Archive for July, 2010

Liberal Jewish anti-Zionists get together — and stay confused

Friday, July 23rd, 2010

Every time I think that I can’t be surprised by the things Jews do and say, I come across something like this:

A 25-year-old environmental activist named Hillary Lehr from Oakland, California, said she no longer wanted to visit the Reform synagogue she’d attended as a child because its pro-Israel stance was casually embedded into ritual life, from prayers for the Jewish state to tzedakah boxes for the Jewish National Fund. “I want to de-Zionize my synagogue because it’s not about being a Zionist, it’s about Judaism,” Lehr said. “There’s a generation that’s ready to go back to those religious and spiritual spaces. I want to say to my rabbi, ‘I want to come back to my spirituality and I want there to be space for all of us because we’re all Jews.’ ”

Yes, yet another group of anti-Israel Jews. Described as “first major gathering of the International Jewish Anti-Zionist Network,” the 2010 “U.S. Assembly of Jews” was held in Detroit this summer.

Since the founding of the Jewish state, Jewish anti-Zionists have fallen mostly into two groups: observant Jews who believe that Judaism teaches that they may return to the land of Israel only when the Mashiach takes them there, and highly secular left-wing ideologues who think that Jewish nationalism is just another bourgeois detour away from international anti-colonial solidarity.

But these people, although closer to the latter than the former, insist that they are Jewish not just by culture or tradition, but  because they observe some form of Judaism:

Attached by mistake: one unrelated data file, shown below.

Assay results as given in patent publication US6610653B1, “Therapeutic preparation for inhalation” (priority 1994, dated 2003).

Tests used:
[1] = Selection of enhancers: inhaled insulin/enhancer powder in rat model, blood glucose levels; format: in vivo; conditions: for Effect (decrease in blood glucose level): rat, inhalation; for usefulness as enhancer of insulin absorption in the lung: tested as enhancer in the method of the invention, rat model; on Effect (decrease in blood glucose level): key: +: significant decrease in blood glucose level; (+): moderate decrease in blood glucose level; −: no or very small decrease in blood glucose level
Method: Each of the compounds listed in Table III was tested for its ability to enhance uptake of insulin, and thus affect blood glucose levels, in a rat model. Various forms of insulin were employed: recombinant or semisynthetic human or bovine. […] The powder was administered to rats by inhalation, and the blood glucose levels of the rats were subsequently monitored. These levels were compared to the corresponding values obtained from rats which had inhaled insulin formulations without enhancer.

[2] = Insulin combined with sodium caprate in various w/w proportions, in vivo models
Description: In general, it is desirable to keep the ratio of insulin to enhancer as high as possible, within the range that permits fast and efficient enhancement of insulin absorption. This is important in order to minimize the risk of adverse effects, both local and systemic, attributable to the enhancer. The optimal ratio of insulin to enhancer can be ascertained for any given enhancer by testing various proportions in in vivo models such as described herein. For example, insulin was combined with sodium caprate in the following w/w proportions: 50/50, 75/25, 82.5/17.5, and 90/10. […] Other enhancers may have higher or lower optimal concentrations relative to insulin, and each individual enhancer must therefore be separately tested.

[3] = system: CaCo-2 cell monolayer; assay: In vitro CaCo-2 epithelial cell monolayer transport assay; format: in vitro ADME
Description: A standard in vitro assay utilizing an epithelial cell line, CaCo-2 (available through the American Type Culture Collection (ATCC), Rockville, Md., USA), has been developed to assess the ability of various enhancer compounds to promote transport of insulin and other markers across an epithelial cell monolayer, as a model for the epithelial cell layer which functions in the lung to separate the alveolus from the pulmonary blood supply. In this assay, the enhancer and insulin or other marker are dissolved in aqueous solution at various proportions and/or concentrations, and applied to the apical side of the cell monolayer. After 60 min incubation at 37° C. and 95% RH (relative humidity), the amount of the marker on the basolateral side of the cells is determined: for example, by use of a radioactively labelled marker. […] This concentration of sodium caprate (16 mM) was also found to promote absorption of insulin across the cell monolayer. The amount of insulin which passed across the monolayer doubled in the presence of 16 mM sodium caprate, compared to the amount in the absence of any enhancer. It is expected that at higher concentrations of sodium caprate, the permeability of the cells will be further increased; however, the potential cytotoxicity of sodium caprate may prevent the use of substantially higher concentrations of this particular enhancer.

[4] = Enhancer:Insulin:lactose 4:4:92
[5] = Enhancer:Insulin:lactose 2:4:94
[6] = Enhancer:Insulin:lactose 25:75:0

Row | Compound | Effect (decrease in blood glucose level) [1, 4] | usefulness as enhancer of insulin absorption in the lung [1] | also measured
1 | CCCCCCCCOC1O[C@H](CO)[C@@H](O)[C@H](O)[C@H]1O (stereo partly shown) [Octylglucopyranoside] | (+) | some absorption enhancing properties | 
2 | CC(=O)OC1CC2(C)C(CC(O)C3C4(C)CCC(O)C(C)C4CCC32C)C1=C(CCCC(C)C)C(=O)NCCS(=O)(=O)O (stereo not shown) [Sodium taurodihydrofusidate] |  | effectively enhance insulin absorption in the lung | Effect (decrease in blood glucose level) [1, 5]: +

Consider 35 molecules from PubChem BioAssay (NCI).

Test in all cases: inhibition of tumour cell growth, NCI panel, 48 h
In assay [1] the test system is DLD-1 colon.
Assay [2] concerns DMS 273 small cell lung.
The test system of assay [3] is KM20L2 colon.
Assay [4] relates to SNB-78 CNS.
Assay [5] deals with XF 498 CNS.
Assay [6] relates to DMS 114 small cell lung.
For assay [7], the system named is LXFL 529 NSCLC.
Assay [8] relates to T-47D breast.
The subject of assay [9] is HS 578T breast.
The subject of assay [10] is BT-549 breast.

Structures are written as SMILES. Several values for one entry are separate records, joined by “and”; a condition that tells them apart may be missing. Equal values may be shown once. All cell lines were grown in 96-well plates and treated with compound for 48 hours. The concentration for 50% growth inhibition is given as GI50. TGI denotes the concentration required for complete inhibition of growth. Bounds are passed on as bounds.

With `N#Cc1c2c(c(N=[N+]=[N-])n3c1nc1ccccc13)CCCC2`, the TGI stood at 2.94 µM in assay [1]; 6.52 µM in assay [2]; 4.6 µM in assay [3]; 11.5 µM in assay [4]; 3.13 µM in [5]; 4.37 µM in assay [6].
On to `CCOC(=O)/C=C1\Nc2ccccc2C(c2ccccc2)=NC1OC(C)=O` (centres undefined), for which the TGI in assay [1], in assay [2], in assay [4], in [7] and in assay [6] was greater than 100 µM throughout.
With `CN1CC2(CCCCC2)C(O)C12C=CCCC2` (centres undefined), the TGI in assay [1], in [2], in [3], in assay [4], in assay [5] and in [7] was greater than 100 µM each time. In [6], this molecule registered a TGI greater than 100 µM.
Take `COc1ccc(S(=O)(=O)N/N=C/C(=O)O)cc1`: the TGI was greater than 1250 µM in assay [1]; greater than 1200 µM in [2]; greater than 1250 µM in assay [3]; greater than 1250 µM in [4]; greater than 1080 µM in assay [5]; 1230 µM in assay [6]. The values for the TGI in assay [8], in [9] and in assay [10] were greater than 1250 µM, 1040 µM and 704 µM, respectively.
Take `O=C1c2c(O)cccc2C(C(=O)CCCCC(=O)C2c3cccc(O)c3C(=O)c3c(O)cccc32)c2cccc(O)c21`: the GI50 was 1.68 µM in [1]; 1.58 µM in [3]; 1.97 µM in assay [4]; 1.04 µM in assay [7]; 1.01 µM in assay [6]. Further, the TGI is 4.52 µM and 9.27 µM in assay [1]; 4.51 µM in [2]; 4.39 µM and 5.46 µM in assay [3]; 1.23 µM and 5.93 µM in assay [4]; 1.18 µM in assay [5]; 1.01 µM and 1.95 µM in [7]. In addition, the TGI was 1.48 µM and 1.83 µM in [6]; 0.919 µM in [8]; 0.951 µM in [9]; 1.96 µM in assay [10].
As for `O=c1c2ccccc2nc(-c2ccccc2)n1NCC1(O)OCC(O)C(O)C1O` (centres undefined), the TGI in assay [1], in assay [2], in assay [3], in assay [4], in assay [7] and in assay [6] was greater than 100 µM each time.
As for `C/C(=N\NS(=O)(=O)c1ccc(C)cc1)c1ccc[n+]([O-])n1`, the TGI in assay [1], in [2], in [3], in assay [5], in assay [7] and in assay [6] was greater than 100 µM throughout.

[Aaron] Levitt helped start a non-Zionist minyan this year called Page 36 with fellow Jewish pro-Palestinian activists including a young Reconstructionist rabbi, Alissa Wise [about whom I wrote last year – ed] — not, he said, because he ultimately wants to pray only with political comrades, but as a kind of stopgap measure while truly “Zionist-neutral” congregations remain few and far between. At the same time, he added, the minyan was inspired by frustration with what he sees as a lack of interest among many of his coreligionist political comrades in aspects of spirituality and peoplehood [but a people without a state! – ed] that go beyond Jewish-flavored universalist politics.

Two points:

One is theological. The Torah, on which all streams of Judaism — no matter how orthodox or liberal — are based in some way, is a story about a three-sided relationship between God, the Jewish people and the land of Israel. Regardless of one’s concept of God or the origin of the Torah, it’s impossible to read the Torah and ignore the land. The anti-Zionist Satmar Hasidim and the vile Neturei Karta don’t deny this, they just interpret the relationship differently from Zionists. And secular Marxists have no interest at all in ‘das Opium des Volkes‘.

So one wonders exactly what’s Jewish about Hillary and Aaron’s Judaism. Liberal Judaism without the land of Israel is indistinguishable from Unitarianism, it seems to me, which explains why so many Unitarians used to be Jews.

The second point is that the members of the “International Jewish Anti-Zionist Network” have the same problem that all Jews have: the antisemites (including the Jewish ones) don’t like them:

“Folks like us get it from both sides,” said a 27-year-old Jewish religious professional at the conference who requested anonymity because, she said, she feared repercussions if her views became known. “We’re not loyal enough to the Jews and we’re not pure enough for the anti-Zionists.”